When the worn spirit wants repose

Full Text

1 When the worn spirit wants repose,
And sighs her God to seek;
How sweet to hail the evening's close
That ends the weary week!

2 How sweet to hail the early dawn,
That opens on the sight
When first that soul-reviving morn
Sheds forth new rays of light!

3 Sweet day, thine hours too soon will cease;
Yet, while they gently roll,
Breathe, Heavenly Spirit, source of peace,
A Sabbath o'er my soul.

4 When will my pilgrimage be done,
The world's long week be o'er,
That Sabbath dawn which needs no sun,
That day which fades no more?

Source: The Voice of Praise: a collection of hymns for the use of the Methodist Church #541

Author: James Edmeston

Edmeston, James, born Sept. 10, 1791. His maternal grandfather was the Rev. Samuel Brewer, who for 50 years was the pastor of an Independent congregation at Stepney. Educated as an architect and surveyor, in 1816 he entered upon his profession on his own account, and continued to practice it until his death on Jan. 7, 1867. The late Sir G. Gilbert Scott was his pupil. Although an Independent by descent he joined the Established Church at a comparatively early age, and subsequently held various offices, including that of churchwarden, in the Church of St. Barnabas, Homerton. His hymns number nearly 2000. The best known are “Lead us, Heavenly Father, lead us” and "Saviour, breathe an evening blessing." Many of his hymns were written for c… Go to person page >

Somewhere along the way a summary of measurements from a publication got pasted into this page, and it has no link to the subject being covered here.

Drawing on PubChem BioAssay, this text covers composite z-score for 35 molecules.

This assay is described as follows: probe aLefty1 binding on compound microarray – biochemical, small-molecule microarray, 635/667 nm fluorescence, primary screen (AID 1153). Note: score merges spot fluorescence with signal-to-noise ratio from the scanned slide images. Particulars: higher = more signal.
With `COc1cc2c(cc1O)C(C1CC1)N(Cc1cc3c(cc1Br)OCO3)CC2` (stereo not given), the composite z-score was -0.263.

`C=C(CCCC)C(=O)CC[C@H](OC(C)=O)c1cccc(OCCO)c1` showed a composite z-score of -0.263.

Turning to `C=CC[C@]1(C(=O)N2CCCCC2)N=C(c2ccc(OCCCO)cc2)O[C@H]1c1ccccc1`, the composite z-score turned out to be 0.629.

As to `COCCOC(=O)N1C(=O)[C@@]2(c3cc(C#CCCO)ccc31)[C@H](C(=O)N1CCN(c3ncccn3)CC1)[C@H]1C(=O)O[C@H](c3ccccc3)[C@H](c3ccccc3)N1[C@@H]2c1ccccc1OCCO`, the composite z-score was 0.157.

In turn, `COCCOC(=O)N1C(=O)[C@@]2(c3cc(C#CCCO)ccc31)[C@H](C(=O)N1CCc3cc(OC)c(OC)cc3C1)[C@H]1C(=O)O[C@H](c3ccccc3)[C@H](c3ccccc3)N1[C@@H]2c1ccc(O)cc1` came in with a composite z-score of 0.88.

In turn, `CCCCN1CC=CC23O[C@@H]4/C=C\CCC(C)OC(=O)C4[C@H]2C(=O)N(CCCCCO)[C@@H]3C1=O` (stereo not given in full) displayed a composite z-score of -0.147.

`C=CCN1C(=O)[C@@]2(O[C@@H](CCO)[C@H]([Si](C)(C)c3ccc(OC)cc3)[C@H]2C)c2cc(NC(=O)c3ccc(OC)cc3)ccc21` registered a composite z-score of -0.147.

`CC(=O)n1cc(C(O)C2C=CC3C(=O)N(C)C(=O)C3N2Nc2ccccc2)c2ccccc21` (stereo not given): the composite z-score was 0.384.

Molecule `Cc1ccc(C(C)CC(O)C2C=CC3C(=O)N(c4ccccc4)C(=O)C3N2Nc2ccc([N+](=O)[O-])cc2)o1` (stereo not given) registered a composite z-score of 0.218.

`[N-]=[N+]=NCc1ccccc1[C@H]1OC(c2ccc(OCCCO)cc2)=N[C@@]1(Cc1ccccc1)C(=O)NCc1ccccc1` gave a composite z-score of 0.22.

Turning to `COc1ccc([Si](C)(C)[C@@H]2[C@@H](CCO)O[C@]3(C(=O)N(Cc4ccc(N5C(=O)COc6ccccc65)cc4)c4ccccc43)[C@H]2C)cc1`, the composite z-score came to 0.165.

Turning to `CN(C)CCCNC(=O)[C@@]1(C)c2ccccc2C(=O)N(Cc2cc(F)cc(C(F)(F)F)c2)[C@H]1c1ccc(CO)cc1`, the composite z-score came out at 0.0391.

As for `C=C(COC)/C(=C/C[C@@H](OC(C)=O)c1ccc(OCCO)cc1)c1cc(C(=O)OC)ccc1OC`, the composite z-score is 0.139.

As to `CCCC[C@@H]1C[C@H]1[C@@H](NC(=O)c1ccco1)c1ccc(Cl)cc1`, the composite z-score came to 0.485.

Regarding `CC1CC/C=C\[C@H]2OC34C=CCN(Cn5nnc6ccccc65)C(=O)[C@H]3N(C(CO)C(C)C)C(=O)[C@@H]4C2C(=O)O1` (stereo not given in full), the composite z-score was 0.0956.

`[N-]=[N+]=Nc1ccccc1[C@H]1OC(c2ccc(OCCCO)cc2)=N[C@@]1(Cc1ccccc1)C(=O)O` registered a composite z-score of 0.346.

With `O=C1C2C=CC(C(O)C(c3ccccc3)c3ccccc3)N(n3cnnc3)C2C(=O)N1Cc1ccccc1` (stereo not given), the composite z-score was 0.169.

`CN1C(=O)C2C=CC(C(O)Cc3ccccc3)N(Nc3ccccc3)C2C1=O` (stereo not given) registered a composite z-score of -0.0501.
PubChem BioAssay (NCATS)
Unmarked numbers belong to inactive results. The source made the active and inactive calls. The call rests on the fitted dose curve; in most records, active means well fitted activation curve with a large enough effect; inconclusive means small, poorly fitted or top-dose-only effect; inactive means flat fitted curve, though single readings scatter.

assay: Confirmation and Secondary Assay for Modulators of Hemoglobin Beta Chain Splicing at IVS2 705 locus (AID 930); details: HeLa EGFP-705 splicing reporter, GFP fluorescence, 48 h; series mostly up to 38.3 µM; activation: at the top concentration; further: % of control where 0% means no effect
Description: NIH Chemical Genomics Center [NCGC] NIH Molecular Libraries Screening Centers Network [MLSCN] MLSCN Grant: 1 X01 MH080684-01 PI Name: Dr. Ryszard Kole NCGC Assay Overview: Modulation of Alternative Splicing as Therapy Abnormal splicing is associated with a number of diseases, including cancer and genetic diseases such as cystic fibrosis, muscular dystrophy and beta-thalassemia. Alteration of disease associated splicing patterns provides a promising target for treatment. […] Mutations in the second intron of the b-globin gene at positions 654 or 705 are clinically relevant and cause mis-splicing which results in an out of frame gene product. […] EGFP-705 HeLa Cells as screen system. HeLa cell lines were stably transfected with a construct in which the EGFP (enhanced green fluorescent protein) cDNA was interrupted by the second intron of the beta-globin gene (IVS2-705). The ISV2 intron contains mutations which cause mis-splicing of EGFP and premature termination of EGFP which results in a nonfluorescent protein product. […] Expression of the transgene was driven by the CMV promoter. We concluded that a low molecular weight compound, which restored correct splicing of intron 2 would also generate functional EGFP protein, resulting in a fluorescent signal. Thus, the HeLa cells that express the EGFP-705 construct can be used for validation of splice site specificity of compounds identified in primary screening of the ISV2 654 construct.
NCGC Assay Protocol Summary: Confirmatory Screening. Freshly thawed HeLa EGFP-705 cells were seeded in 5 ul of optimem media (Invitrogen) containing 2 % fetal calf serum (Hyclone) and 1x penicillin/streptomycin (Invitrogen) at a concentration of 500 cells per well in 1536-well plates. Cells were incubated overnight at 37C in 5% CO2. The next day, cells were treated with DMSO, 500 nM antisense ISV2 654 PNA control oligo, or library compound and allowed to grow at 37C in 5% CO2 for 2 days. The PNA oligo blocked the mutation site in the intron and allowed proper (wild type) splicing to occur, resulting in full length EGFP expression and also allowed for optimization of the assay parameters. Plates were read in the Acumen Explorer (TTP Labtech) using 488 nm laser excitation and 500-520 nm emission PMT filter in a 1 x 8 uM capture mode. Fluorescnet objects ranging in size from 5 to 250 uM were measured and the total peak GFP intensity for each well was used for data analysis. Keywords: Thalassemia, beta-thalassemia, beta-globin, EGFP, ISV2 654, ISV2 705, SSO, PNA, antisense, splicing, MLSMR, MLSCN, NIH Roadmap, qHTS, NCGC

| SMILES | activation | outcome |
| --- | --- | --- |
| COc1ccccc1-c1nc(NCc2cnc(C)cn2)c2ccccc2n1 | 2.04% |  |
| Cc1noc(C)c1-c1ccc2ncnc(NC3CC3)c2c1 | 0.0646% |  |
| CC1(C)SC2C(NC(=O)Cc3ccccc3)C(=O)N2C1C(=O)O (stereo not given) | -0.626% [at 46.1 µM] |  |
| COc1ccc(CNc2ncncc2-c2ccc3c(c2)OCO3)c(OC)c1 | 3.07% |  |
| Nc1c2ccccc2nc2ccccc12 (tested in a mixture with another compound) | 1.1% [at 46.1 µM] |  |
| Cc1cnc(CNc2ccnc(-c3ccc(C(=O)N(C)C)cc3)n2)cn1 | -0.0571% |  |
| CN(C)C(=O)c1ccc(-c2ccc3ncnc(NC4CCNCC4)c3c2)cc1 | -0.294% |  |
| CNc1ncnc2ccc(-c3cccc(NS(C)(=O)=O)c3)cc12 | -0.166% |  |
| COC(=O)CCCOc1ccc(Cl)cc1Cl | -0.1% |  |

Text Information

First Line: When the worn spirit wants repose
Author: James Edmeston

Tune

ST. PETER (Reinagle)

Composed by Alexander R. Reinagle (b. Brighton, Sussex, England, 1799; d. Kidlington, Oxfordshire, England, 1877), ST. PETER was published as a setting for Psalm 118 in Reinagle's Psalm Tunes for the Voice and Pianoforte (c. 1836). The tune first appeared with Newton's text in Hymns Ancient and Mode…

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